Crabbing is one of the most popular activities at Chincoteague National Wildlife Refuge. Crabbing is permitted in designated areas in Swan Cove and along Beach Road, as well as from the boardwalks near the entrance gates.
Blue crabs make a tasty meal, and catching these feisty creatures only requires a few tools: a crab line, a net, and a bucket for your catch. Don’t forget bait! Chicken necks are a good choice – the smellier, the better! When crabbing, remember to observe state limits on size and quantity. Each person is allowed one bushel of hard crabs per day.
Crabbing sizes and limits are enforced by refuge law enforcement. Please visit this site to ensure you know the regulations: http://www.mrc.virginia.gov/regulations/regindex.shtm
Fishing is an enjoyable activity at Chincoteague National Wildlife Refuge. Visitors can choose to fish in designated areas of Toms Cove and Swan Cove or from the beach, outside of life-guarded areas. State regulations must be observed. Visitors may fish after hours by procuring an overnight fishing permit from the Toms Cove Visitor Center.
Anglers age 16 and older must possess a valid Virginia Saltwater Fishing or Potomac River Fisheries Sport Fishing license http://www.mrc.state.va.us/regulations/recfishh&l_licensing.shtm.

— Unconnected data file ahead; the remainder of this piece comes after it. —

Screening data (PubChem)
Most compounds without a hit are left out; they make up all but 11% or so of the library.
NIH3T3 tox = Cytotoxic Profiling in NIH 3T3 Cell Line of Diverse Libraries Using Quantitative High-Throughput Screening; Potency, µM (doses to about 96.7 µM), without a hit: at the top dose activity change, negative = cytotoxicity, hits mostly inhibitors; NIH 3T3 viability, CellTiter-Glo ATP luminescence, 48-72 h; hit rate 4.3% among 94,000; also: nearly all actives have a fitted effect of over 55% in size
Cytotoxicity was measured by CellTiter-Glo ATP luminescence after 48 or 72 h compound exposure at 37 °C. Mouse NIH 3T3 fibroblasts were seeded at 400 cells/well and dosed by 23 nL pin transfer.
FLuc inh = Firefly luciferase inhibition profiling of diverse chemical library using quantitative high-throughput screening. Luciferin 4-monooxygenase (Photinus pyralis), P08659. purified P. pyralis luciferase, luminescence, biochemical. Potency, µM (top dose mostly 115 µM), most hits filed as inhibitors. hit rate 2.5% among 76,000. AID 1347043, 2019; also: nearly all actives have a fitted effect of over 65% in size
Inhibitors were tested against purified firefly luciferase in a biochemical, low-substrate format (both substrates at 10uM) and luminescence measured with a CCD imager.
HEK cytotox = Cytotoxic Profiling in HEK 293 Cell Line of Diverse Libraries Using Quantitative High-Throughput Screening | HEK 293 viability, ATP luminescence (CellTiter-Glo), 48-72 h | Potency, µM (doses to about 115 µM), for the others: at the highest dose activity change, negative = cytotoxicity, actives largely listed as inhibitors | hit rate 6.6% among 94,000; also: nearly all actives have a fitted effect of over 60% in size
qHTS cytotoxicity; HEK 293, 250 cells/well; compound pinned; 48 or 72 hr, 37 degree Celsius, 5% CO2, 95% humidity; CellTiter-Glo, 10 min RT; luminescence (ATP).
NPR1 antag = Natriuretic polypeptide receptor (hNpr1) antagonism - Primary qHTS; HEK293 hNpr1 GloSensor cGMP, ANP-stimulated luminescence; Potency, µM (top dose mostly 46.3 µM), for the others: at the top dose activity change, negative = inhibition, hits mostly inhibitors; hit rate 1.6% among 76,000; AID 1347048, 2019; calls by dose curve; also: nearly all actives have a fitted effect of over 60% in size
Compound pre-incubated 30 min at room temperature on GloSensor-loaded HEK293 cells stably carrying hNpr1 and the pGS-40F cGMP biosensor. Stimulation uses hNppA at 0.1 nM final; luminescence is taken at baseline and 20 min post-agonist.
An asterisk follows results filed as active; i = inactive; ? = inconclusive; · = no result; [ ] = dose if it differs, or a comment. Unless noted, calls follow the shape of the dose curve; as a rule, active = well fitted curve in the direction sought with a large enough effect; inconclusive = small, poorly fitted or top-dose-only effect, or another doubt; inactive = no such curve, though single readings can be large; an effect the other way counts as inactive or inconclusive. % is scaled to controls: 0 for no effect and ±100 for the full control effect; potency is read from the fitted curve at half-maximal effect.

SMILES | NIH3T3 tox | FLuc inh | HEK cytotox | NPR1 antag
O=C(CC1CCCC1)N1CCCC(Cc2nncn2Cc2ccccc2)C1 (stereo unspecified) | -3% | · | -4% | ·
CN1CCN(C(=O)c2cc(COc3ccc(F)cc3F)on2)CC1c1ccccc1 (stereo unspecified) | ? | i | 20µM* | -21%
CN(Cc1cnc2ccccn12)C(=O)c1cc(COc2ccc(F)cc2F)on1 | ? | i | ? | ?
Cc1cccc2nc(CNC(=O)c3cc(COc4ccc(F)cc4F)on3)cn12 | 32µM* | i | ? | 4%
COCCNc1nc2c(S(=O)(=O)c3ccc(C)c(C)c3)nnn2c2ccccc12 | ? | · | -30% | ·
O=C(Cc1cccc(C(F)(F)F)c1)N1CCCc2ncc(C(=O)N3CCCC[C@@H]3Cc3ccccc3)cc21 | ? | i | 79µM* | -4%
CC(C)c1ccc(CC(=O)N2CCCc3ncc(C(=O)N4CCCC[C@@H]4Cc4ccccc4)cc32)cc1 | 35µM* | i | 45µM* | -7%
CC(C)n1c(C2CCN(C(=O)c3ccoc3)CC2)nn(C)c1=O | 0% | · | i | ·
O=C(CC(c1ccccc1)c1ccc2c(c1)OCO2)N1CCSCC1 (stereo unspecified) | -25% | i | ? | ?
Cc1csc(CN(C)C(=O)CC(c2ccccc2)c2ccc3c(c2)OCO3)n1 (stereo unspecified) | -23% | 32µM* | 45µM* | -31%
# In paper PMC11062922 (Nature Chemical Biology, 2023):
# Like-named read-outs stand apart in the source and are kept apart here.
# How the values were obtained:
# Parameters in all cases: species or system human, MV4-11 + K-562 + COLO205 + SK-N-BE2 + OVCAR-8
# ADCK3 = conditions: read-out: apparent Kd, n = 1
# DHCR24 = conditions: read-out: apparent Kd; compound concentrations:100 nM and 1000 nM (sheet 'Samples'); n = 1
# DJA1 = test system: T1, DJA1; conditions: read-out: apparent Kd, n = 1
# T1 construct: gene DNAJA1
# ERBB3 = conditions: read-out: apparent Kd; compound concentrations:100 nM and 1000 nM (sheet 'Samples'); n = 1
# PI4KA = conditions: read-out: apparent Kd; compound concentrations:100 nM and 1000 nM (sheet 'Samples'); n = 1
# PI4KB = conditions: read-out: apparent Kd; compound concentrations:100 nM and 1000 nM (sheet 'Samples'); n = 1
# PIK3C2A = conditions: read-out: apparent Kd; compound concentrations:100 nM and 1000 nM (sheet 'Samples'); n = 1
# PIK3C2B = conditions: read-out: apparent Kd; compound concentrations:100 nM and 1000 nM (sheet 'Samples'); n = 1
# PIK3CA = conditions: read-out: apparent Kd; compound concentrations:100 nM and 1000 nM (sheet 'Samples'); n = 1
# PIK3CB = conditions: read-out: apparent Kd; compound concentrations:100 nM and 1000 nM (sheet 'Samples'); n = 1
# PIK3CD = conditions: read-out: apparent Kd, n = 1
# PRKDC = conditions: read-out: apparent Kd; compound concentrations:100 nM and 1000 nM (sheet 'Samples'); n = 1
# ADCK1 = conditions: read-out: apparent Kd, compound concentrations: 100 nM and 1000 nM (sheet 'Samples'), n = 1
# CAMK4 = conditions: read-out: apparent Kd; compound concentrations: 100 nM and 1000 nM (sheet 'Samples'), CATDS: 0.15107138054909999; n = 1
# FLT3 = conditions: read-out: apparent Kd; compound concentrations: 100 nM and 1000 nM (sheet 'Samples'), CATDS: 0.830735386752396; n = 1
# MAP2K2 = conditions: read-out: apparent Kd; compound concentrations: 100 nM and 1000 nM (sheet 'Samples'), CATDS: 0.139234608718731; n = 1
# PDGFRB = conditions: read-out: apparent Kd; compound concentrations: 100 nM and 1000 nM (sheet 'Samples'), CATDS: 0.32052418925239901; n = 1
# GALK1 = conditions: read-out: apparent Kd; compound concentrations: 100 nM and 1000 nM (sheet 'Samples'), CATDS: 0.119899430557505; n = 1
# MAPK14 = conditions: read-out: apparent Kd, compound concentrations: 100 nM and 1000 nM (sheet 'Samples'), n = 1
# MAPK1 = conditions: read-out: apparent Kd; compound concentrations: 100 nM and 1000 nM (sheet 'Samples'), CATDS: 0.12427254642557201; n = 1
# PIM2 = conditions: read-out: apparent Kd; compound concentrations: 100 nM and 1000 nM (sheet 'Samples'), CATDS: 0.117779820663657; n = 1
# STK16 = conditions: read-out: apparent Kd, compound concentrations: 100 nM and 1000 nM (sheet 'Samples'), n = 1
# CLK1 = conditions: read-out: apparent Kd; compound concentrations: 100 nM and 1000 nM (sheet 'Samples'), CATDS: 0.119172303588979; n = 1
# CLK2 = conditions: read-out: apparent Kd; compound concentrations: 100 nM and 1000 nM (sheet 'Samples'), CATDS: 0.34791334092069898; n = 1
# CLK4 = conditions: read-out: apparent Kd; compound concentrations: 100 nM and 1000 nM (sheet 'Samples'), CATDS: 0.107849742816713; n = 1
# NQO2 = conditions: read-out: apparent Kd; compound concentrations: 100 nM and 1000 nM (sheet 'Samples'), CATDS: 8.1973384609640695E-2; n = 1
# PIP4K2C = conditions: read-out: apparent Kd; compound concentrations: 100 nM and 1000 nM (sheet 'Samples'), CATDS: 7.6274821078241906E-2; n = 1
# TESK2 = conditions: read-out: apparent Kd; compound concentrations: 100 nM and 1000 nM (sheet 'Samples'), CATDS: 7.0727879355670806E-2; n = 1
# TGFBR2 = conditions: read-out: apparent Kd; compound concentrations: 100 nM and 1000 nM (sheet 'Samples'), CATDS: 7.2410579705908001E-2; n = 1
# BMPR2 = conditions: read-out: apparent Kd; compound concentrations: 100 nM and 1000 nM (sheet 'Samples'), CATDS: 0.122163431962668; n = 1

Anglers who are exempt from licensing and holders of out of state reciprocal licenses must register (free) with the Virginia Fisherman Identification Program (FIP) http://www.mrc.state.va.us/FIP/
Fishing regulations are enforced by refuge law enforcement. Please visit this site to ensure you know the regulations: http://www.mrc.virginia.gov/regulations/regindex.shtm
Clamming is an activity that can be enjoyed by all ages at Toms Cove. All you need are a bucket or basket and a clam rake. Look for the tell-tale “key hole” in the mud, or just pick a spot and start digging. There are several different types of clams that can be found in the waters around the refuge, including hard-shell clams (also known as “quahogs”), soft-shell clams, and razor clams, which have a long and narrow shell.
Visitors may take a maximum of 250 clams in one day. There are also multiple commercial and private clam beds in the waters around Chincoteague and Assateague Islands. These areas are prohibited for recreational clamming. Resale of clams taken from the refuge is prohibited.
>Clamming regulations are enforced by refuge law enforcement. Please visit this site to ensure you know the regulations: http://www.mrc.virginia.gov/regulations/regindex.shtm
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Over the past 200-300 years, these modern-day descendants of domestic horses have adapted to the hardships of living near the ocean. Prior to the refuge's establishment in 1943, the Chincoteague Volunteer Fire Company purchased the ponies and continues ownership to this day. The Firemen are allowed to graze up to 150 ponies on refuge land through a Special Use Permit from the United States Fish and Wildlife Service.